What are oral Decongestants?
Decongestant is a medicine that reduces swelling of the nasal passages. It works by constricting blood vessels in your nose, making it easier for you to breathe through them, and helps minimize stuffiness or congestion. Oral decongestants can be used as needed when symptoms occur. They’re usually taken once daily at bedtime. Some people may need more than one type of medication before they find relief from their colds.
What is the mechanism of action of decongestants?
Decongestants cause vasoconstriction of small blood vessels in the nose and sinuses, making it harder for mucous membranes to swell. This causes the body to release less fluid into the airways, reducing the number of excess secretions present. As a result, fewer fluids collect in the lungs, causing coughing fits. In addition, decongestants relax muscles throughout the respiratory tract allowing for improved breathing.
What are some oral decongestants?
Oral decongestants are available over-the-counter without a prescription. These products contain an active ingredient called pseudoephedrine which helps reduce swelling in the lining of the nose and sinuses. There are many different brands on store shelves, including Sudafed®, Claritin® D, Zyrtec®, Allegra®, DayQuil®, Vicks Sinex®, etc. There are several types of decongestants sold at drugstores today. All are designed to relieve nasal congestion caused by colds and allergies. Most of them come as liquids or tablets with instructions telling how much fluid should be put under each nostril twice daily until relief occurs. You will find pills labeled “nasal” or “sinus.”
When choosing one type of medication over another, ask yourself if you want quick relief or long-lasting results. Also, consider whether you prefer milder or stronger medicines. The best way to choose among these options is to read package directions carefully before taking any medicine. If they say take two drops per nostril three times a day, follow those directions strictly. Never use more than what’s recommended. Do not stop taking this product suddenly because you feel better; instead, gradually wean off the dosage over time.
How does oral decongestant compare to OTC antihistamines?
Both oral decongestants and OTC antihistamine medications help ease allergy-related sneezing and itching. However, there are differences between the two classes of drugs. For example, both medicines provide temporary relief from allergic reactions, but only oral decongestants offer lasting comfort.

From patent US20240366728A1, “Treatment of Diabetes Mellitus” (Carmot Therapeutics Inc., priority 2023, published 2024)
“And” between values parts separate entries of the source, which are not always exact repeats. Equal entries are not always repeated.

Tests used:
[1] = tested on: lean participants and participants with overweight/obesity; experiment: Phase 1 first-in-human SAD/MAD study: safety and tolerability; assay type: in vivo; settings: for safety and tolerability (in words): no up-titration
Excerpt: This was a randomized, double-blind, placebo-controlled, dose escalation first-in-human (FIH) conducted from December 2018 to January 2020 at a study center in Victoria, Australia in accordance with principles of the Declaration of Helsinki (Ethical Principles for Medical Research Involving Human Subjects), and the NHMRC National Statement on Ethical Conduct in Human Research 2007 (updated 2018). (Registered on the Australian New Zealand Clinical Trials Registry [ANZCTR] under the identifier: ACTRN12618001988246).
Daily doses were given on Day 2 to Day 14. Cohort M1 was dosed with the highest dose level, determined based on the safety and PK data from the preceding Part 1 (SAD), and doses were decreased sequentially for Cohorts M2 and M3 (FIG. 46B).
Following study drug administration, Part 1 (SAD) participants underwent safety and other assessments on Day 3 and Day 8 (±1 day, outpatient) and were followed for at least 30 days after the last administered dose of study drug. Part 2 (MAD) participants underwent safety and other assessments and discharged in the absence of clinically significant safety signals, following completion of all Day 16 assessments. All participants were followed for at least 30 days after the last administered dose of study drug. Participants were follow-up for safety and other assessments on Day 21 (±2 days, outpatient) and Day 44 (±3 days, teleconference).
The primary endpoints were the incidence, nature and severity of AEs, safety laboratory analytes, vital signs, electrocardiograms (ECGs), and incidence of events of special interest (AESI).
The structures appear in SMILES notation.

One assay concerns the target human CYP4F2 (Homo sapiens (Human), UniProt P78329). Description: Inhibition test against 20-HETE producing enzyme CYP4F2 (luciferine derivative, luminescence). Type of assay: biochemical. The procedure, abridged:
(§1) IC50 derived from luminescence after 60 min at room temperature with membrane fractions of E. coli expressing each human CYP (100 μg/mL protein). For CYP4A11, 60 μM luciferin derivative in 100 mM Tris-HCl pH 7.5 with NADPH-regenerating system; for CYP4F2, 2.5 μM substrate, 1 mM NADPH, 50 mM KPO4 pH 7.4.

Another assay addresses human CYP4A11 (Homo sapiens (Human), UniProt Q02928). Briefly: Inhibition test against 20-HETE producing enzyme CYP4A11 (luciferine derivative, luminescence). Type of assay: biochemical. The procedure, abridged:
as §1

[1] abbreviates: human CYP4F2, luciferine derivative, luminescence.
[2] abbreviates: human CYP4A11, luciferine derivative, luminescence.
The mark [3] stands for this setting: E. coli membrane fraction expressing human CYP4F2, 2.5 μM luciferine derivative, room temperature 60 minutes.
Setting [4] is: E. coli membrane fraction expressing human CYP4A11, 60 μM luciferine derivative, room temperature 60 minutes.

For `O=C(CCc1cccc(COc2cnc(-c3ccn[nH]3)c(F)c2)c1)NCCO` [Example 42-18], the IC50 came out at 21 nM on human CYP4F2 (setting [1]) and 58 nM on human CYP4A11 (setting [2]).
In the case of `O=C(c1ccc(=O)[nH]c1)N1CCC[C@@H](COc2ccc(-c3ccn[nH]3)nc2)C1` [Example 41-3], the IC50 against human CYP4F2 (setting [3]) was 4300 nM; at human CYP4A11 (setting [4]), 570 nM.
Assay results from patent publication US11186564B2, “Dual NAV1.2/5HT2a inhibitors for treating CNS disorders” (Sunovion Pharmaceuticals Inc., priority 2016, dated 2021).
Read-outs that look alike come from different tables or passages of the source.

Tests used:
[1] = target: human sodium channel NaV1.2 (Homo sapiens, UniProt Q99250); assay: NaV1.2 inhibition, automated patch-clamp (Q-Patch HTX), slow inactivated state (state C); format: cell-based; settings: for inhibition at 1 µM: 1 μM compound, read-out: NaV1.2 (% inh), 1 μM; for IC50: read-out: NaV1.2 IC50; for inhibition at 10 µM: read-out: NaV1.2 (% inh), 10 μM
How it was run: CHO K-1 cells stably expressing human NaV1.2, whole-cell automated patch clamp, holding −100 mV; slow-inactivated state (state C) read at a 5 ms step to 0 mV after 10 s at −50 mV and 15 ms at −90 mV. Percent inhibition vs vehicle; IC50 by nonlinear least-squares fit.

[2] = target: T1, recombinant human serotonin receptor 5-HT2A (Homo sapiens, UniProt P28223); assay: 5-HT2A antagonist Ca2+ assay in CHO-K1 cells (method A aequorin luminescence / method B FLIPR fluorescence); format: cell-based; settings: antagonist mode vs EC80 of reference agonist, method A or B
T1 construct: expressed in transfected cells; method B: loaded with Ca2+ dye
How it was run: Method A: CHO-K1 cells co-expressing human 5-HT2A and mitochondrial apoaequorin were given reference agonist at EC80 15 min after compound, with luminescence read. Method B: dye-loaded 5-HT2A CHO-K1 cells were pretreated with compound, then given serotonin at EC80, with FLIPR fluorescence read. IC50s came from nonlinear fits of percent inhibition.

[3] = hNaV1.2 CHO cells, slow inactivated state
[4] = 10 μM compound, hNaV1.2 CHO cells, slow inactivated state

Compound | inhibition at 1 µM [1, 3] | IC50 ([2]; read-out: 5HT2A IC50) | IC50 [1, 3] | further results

What are the common side effects of decongestants?
Decongestant medications can be used to treat the symptoms of stuffy nose, runny or blocked nose, and other nasal congestion. They work by constricting blood vessels in your nose so that mucus drains more quickly from your sinuses into your throat, where it is coughed up. The most common side effects include dry mouth, drowsiness, headache, upset stomach, diarrhea, and vomiting. Some people
may also have a rash around their eyes after using these drugs.
What happens if you take too much decongestant?
Oral decongestants can make you sleepy. It’s important to know when to quit taking them. Ask your doctor about stopping the dose slowly instead of abruptly. Taking too much decongestion medication could lead to serious health problems such as high blood pressure, heart attack, stroke, seizures, coma, or death.
Who should not take oral decongestants?
Anyone who has had a seizure within 24 hours before beginning treatment should consult their physician before starting therapy. Anyone with severe liver disease should avoid all forms of decongestants due to the potential for hepatotoxicity. In addition, anyone with asthma or chronic obstructive pulmonary disorder, especially those with underlying cardiovascular conditions, should check with their physicians before initiating treatment.
Decongestants are a boon when you are suffering from a blockage. They provide instant relief and help you to manage your daily chores. Having a decongestant handy will save you from a tiring day.